As is the case with patents, the employer is only entitled to be the proprietary owner/applicant of designs made within the course and scope of their employee’s contract of employment. By course of employment is meant designs created during the currency of the contract of employment and during the designated working hours. Thus, where an employee creates the design in their spare time, outside the stipulated working hours, or at the expiration of their contract of employment, then, unless by choice they assign same to the employer, the designs so created are rightfully theirs and not that of the employer.
Meanwhile, the term scope of employment connotes designs created in the performance of duties for which the employee is contractually engaged and remunerated to perform either specifically, as ancillary or by implication. This term has the further import of applying special skills and competencies for which the employee is contractually obligated to exercise and discharge to the benefit of the employer in exchange of fair and commensurate compensation or remuneration as would have been mutually agreed upon by the parties.
Formalities for registration
The application as lodged must contain all the statutorily stipulated documentation, with full information, and accompanied by the prescribed fees, or else it would fail to be registered for lack of compliance with formality requirements. More importantly, it must contain the descriptive statements on the basis of which the scope of protection sought would be determined and thereby demarcated and circumscribed. This definitive statement is the equivalent of claims in patent application insofar as the novelty or originality of the design is to be determined.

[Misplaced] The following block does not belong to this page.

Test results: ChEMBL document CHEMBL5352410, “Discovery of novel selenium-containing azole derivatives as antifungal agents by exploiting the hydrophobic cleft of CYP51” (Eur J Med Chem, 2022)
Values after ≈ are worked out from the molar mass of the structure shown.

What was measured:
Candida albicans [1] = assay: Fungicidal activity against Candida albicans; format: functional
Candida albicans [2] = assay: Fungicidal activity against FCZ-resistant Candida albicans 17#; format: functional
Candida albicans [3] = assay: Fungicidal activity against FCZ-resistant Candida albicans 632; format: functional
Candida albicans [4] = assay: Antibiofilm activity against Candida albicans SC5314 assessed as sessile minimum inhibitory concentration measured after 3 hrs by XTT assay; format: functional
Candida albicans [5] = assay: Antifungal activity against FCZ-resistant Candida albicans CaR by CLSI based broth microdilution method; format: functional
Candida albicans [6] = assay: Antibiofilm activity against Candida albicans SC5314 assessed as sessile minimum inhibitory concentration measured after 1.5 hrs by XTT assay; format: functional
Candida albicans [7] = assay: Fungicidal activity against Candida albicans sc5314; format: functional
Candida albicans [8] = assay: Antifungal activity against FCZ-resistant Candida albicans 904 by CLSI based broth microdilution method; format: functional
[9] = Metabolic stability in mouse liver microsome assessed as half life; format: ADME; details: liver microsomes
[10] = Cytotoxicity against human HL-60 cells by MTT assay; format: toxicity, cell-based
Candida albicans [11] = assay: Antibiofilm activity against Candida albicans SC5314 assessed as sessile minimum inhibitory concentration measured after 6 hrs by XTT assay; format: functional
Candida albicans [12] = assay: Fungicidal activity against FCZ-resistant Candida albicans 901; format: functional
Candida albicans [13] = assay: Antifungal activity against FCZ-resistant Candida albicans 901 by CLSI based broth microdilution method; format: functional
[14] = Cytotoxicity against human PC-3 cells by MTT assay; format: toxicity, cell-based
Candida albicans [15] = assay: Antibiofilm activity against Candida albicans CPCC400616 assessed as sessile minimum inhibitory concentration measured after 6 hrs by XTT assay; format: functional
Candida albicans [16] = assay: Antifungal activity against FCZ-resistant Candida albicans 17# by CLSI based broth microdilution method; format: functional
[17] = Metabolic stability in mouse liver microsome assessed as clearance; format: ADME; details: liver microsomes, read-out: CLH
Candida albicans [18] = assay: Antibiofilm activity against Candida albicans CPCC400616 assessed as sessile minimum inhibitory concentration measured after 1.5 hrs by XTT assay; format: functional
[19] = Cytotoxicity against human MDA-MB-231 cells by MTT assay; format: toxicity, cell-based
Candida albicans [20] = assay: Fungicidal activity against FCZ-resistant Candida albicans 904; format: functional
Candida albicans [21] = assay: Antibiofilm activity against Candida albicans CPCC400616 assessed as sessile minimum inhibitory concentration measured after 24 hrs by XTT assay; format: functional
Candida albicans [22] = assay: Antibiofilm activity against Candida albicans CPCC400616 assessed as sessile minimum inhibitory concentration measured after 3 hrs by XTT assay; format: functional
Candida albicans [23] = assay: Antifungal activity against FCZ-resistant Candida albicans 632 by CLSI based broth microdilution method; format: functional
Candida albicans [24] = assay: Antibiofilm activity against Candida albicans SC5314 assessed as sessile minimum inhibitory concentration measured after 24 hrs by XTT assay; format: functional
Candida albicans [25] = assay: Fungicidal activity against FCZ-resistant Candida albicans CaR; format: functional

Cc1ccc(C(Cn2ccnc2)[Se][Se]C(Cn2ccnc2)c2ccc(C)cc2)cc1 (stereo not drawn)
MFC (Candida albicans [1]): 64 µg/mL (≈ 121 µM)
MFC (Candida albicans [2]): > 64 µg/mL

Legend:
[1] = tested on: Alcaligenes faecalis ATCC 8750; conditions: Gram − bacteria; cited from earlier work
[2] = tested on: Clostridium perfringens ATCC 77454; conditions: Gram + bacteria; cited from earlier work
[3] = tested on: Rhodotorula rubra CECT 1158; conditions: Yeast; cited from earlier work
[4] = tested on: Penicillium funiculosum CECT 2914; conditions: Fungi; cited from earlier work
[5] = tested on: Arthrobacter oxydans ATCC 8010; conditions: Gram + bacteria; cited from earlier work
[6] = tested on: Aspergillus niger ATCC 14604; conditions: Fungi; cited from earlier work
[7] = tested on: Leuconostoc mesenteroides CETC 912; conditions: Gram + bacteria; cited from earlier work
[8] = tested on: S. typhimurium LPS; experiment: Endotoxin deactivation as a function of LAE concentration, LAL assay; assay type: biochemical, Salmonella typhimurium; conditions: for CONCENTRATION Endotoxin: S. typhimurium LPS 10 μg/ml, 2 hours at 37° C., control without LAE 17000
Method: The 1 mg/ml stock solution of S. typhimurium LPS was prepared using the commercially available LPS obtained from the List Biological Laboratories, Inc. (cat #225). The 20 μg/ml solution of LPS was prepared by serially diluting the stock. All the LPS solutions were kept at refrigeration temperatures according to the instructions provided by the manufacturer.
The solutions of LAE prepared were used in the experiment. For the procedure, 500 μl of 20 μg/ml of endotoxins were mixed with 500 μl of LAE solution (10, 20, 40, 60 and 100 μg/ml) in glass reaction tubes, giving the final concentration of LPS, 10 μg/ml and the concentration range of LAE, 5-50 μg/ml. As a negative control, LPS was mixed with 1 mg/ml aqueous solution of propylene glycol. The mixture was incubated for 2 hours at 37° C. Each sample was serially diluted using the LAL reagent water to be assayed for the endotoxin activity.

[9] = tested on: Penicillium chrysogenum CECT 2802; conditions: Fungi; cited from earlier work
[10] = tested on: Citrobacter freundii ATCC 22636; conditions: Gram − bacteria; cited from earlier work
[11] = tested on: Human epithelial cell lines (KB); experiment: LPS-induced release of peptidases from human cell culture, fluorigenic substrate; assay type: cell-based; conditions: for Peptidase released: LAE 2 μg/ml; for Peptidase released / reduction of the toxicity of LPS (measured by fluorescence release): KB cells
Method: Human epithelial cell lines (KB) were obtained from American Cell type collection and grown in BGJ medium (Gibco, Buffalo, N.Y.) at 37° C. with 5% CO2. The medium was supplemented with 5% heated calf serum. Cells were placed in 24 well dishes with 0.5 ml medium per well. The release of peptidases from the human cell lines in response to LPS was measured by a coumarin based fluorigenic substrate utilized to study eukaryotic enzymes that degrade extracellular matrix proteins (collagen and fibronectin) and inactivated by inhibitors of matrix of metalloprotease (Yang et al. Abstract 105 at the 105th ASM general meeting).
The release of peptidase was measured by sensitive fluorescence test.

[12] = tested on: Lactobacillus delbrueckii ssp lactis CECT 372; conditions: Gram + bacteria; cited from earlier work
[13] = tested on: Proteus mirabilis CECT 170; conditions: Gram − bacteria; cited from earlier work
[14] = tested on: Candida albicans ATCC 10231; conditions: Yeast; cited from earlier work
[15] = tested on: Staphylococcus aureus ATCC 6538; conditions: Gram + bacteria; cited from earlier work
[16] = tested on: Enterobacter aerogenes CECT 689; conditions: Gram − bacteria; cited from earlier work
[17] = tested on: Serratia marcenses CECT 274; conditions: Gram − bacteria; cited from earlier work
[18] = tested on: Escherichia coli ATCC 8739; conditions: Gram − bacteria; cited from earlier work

Further, the sought-for design registration must be with respect to a particular class or classes of goods. Design registration with reference to classes of goods is very important as it is key to issues of infringement. There would be no infringement by similar design outside the stated class(es) of goods.
Commercial exploitation of designs
The owner of the design is at liberty to either commercially exploit the design by themselves or through third parties. Third party commercialisation may either be through licensing or assignment of the design rights. Whatever mode of third party commercialisation opted for, the driving motive thereto is more often than not the desire to access and increase one’s market share as would be conceivably practicable, hence increase profitability, while at the same time undertaking further creative endeavours and activities in the same or other spheres of technology. This has inevitably become big business in this increasingly digitalised global village.